Ok, back to the life of a PB bug. I do most of my bugfixing in larger batches at once (recently fixed 30 bugs for the OSX version in one weekend). You will notice this by a lot of [Done] appearing in the bugreport section. Sometimes Fred and I even have a kind of race about it to see who can dominate the bugs form (i own the OSX one right now obviously). For this i make a list of what i want to get fixed from the forum, sort it by priority and get to work on it. The method for fixing a bug is always the same, even for the very obvious ones: I first have to see the effects of the bug in action. Even if it is pretty clear from the bug description where the problem is in the actual code, i still have to make sure i can see whatever the problem is myself. This is the only way to really know that i fixed the bug afterwards.

This reproduction-phase is the most important (and often most difficult) one. Once again, if you provided a working code example that i could verify when i first read your report this problem is already solved, which is why i tend to fix such bugs first. If not then here is where the testing begins. You can make this alot easier for me by providing as much information as possible, such as the exact OS you are using. GUI related bugs are very often specific to some OS, or even to a specific set of settings. So include this information in your post.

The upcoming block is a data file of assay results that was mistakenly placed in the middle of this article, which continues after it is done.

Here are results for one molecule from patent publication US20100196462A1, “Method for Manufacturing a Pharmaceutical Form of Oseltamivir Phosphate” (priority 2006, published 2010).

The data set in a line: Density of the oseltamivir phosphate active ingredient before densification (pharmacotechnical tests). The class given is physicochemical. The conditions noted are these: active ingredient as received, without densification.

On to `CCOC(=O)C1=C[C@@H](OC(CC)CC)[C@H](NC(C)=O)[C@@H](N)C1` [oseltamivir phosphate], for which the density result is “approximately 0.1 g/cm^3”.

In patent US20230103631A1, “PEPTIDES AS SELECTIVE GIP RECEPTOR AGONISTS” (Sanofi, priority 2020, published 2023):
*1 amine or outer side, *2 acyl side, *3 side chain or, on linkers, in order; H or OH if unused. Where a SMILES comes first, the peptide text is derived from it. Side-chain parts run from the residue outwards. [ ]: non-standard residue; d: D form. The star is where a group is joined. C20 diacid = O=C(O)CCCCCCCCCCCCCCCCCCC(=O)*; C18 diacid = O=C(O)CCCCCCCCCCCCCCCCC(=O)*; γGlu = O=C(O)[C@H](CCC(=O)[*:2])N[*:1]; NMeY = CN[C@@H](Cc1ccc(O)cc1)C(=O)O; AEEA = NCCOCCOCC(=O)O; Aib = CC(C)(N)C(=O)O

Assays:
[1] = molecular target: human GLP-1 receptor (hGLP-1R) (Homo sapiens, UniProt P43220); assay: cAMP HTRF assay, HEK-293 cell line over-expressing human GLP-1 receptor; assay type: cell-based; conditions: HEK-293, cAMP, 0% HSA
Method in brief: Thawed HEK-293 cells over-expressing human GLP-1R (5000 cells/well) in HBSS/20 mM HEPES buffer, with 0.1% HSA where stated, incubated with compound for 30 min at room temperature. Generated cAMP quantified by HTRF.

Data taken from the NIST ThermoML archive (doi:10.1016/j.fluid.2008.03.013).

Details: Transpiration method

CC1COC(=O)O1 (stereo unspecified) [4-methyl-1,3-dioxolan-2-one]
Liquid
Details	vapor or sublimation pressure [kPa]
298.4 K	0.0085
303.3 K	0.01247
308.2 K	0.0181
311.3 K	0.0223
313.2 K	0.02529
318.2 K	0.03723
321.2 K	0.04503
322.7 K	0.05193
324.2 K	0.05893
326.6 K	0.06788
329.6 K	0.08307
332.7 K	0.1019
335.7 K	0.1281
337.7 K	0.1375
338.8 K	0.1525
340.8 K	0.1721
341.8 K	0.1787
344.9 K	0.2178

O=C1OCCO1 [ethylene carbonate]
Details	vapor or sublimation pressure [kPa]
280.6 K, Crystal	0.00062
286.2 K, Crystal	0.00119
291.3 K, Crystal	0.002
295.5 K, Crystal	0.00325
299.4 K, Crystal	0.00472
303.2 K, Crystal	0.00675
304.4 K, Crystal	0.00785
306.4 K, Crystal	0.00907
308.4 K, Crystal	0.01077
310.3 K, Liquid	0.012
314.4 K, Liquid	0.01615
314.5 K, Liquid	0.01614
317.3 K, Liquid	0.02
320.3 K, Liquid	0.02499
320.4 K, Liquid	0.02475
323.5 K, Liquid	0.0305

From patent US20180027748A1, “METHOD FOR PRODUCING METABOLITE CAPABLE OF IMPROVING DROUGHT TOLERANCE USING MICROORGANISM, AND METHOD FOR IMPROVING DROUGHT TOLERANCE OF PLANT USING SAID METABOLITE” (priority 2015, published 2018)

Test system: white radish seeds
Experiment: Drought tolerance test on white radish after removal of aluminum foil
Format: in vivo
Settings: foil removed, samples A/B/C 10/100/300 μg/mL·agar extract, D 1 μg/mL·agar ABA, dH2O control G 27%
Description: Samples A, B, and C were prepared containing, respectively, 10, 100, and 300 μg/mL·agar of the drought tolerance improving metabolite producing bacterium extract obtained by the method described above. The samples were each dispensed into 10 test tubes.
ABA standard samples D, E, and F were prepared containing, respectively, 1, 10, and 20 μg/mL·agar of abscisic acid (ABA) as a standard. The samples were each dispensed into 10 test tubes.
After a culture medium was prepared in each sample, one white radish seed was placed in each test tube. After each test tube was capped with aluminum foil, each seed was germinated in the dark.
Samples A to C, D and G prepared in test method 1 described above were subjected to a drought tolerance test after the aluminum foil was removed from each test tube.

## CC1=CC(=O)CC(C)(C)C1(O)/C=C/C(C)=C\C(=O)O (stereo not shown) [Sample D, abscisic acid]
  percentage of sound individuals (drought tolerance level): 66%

My development PC runs Vista 64bit, but I also run VMWare and have a lot of different Windows versions set up for testing. The same thing goes for Linux: Linux distributions are so many and released so frequently that I usually cannot keep up with the latest release of the popular distributions. I am not somebody to install updates all the time. I do my development on OpenSUSE 11 right now. However, if you include your exact distribution and version, then i will download that and setup a VM for it in no time for testing (thanks to fast internet and VMWare this is really no big deal). With all this VM testing there is one common thing: If i have to test on a specific OS version, i most likely test in a clean install with just enough stuff installed to run PB. So if you have made any large changes (especially on Linux) from the base install which you might think could have an influence on the problem then please include that information.

The most important thing however in the whole reproduction-phase is to know what i am trying to reproduce. It may be plainly obvious to you what the bug you post about is, but it may not be to me, so always tell us what you think the problem is (don’t just post code). I have to know what i am looking for after all. It may also be that the bug does not appear with my testing configuration at all, so the code alone is no help here. Always include these two things in your report: What do you see when you run the code, and what do you think should happen instead. The clearer the report is the easier it is to work on it.